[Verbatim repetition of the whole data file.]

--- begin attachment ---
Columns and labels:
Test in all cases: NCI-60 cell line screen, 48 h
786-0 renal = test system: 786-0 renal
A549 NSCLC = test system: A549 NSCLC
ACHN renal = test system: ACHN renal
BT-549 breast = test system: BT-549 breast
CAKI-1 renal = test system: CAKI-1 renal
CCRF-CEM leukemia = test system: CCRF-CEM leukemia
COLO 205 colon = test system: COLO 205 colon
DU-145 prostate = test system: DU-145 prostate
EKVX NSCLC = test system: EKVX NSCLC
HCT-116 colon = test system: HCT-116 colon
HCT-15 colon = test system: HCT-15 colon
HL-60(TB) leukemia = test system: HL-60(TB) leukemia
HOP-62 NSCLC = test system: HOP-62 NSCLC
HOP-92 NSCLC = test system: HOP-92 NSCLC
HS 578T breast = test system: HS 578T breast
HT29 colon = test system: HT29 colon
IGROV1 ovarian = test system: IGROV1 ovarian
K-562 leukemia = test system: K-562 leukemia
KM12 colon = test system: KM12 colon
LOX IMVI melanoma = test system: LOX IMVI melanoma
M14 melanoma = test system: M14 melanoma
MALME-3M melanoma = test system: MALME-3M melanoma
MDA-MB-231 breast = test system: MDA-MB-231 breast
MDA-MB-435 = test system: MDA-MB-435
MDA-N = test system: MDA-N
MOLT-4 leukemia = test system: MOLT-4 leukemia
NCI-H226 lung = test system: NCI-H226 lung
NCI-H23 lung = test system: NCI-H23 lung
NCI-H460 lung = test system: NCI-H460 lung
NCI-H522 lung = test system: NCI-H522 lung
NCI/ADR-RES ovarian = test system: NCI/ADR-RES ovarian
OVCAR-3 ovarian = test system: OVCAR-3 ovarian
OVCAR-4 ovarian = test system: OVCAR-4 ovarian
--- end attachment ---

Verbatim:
Columns and labels:
Test in all cases: NCI-60 cell line screen, 48 h
786-0 renal = test system: 786-0 renal
A549 NSCLC = test system: A549 NSCLC
ACHN renal = test system: ACHN renal
BT-549 breast = test system: BT-549 breast
CAKI-1 renal = test system: CAKI-1 renal
CCRF-CEM leukemia = test system: CCRF-CEM leukemia
COLO 205 colon = test system: COLO 205 colon
DU-145 prostate = test system: DU-145 prostate
EKVX NSCLC = test system: EKVX NSCLC
HCT-116 colon = test system: HCT-116 colon
HCT-15 colon = test system: HCT-15 colon
HL-60(TB) leukemia = test system: HL-60(TB) leukemia
HOP-62 NSCLC = test system: HOP-62 NSCLC
HOP-92 NSCLC = test system: HOP-92 NSCLC
HS 578T breast = test system: HS 578T breast
HT29 colon = test system: HT29 colon
IGROV1 ovarian = test system: IGROV1 ovarian
K-562 leukemia = test system: K-562 leukemia
KM12 colon = test system: KM12 colon
LOX IMVI melanoma = test system: LOX IMVI melanoma
M14 melanoma = test system: M14 melanoma
MALME-3M melanoma = test system: MALME-3M melanoma
MDA-MB-231 breast = test system: MDA-MB-231 breast
MDA-MB-435 = test system: MDA-MB-435
MDA-N = test system: MDA-N
MOLT-4 leukemia = test system: MOLT-4 leukemia
NCI-H226 lung = test system: NCI-H226 lung
NCI-H23 lung = test system: NCI-H23 lung
NCI-H460 lung = test system: NCI-H460 lung
NCI-H522 lung = test system: NCI-H522 lung
NCI/ADR-RES ovarian = test system: NCI/ADR-RES ovarian
OVCAR-3 ovarian = test system: OVCAR-3 ovarian
OVCAR-4 ovarian = test system: OVCAR-4 ovarian